Soldiers loyal to Libyan leader Moammar Gaddafi are using cluster bombs on rebel groups and civilians in the city of Misrata, according to Human Rights Watch (HRW).
Upon exploding on contact with an object, each submunition disintegrates into high-velocity fragments to attack people and releases a slug of molten metal to penetrate armoured vehicles, HRW noted, describing the cluster bomb.
Such weapons are banned by more than 100 nations. (Libyan did not sign the convention, along with the US, Israel, Russia and China.)
HRW claims is has photographic evidence that these bombs were exploded in a residential section of Misrata, the only city in the western part of the country that remains under rebel control.
[These bombs] pose a huge risk to civilians, both during attacks because of their indiscriminate nature and afterward because of the still-dangerous unexploded duds scattered about, said Steve Goose, HRW's arms division director
Misrata has been subject to a brutal siege by Gaddafi;’s troops.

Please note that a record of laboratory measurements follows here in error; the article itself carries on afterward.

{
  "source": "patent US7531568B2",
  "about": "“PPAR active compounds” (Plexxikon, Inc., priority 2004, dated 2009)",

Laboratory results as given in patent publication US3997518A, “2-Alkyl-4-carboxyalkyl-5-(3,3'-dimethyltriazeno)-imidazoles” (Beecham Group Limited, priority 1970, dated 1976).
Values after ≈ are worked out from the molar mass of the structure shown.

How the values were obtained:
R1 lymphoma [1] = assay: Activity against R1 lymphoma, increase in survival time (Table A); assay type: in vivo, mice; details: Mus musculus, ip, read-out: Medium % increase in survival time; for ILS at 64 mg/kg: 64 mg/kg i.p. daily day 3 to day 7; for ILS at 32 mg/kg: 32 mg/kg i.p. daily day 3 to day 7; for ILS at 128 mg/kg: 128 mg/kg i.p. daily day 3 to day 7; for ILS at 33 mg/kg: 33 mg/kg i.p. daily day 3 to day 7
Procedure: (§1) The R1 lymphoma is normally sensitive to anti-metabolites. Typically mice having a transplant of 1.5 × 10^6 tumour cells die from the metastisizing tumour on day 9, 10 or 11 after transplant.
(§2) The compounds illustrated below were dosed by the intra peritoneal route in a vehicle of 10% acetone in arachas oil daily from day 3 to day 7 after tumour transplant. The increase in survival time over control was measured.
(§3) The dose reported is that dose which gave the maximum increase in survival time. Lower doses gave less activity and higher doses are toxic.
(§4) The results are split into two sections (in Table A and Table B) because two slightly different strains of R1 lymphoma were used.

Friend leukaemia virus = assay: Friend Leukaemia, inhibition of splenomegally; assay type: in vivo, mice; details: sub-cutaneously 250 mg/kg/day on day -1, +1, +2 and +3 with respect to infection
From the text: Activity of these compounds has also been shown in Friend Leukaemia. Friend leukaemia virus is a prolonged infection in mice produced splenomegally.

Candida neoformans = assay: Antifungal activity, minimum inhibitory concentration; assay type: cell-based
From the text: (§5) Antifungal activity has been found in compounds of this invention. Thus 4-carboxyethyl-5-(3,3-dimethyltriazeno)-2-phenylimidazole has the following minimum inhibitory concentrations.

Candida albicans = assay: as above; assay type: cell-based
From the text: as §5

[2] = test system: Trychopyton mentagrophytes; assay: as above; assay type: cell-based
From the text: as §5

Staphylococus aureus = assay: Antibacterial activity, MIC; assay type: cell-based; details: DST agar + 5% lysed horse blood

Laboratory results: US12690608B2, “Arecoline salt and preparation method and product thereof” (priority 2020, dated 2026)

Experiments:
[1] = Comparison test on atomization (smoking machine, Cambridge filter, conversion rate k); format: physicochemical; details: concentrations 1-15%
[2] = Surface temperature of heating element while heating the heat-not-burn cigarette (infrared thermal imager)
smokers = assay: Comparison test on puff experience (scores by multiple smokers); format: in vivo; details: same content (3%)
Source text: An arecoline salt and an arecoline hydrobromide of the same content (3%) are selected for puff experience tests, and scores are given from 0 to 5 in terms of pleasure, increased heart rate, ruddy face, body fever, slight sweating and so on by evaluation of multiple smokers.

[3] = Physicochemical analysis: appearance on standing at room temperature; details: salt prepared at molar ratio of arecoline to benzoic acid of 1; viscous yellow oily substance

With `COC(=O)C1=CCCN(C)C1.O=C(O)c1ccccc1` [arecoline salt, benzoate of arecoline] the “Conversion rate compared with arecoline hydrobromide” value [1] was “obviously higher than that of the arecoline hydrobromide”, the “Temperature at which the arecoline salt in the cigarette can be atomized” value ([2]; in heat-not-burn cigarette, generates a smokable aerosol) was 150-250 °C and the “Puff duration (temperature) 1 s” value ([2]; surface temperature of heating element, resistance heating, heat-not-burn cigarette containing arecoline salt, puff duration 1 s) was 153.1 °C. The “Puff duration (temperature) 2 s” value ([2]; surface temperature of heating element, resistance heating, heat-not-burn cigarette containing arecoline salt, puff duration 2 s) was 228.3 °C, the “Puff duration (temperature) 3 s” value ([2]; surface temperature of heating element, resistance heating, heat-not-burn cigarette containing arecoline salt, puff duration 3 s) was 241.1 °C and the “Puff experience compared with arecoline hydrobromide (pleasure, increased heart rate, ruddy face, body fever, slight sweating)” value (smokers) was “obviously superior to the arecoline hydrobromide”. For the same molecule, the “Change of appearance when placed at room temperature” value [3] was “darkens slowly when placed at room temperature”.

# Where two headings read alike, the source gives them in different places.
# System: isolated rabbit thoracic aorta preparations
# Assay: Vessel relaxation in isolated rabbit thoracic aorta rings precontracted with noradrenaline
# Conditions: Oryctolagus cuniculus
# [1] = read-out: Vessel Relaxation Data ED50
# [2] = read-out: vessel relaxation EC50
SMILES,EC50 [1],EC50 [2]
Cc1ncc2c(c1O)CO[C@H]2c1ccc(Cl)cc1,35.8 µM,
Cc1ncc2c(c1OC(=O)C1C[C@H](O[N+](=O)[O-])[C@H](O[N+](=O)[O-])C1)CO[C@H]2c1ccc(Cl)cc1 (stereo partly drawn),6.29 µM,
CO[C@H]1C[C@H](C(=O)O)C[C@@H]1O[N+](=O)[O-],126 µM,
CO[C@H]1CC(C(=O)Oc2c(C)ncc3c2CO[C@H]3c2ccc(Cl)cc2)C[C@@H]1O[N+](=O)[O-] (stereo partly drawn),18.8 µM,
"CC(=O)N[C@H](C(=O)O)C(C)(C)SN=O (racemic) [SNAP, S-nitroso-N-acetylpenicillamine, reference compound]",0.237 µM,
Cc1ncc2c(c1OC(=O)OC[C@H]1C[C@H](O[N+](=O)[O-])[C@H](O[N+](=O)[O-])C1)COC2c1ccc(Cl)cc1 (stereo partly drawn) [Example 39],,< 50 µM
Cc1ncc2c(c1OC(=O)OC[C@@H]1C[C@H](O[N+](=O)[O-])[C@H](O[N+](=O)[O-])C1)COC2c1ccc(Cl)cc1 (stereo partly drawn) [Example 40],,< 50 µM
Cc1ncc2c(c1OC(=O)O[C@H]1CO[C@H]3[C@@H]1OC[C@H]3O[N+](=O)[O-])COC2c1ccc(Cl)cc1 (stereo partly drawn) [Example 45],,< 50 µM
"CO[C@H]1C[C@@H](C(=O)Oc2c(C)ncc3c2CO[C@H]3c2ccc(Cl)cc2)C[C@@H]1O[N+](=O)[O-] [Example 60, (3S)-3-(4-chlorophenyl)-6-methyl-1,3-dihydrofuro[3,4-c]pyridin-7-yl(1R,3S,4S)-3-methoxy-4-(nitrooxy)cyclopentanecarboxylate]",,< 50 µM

The Libyan government has denied the allegation.
Libyan government spokesman Moussa Ibrahim told reporters in Tripoli: I challenge them to prove it. To use these bombs, the evidence would remain for days and weeks, and we know the international community is coming en masse to our country soon. So we can't do this, we can't do anything that would incriminate us even if we were criminals.
The situation in Misrata highlights concerns by Libyan rebel groups that more NATO air strikes will be necessary to protect civilians from Gaddafi’s violent incursions.
UK Foreign Secretary William Hague has warned that NATO should act quickly to prevent a massacre in Misrata.
Hillary Clinton, the US Secretary of State, has also condemned Gaddafi’s brutal offensive on civilians.
That is worrying information,” she said. “And it is one of the reasons the fight in Misrata is so difficult, because it's at close quarters, it's in amongst urban areas and it poses a lot of challenges to both NATO and to the opposition.
BBC reports that hospitals in the city are overwhelmed with casualties.
“The hospital is struggling to keep pace with the attacks,” a reporter said.
“The emergency ward is a tent in the car park. Patients are rushed in and out to make way for new arrivals. Lights go on and off without warning, plunging surgeons into darkness. Doctors say they are running short of supplies, beds and staff to treat the continuing flow of wounded.”
HRW said it was unclear if any of the cluster bombs hurt any civilians, although it noted they appear to have landed about 300 meters from Misrata hospital.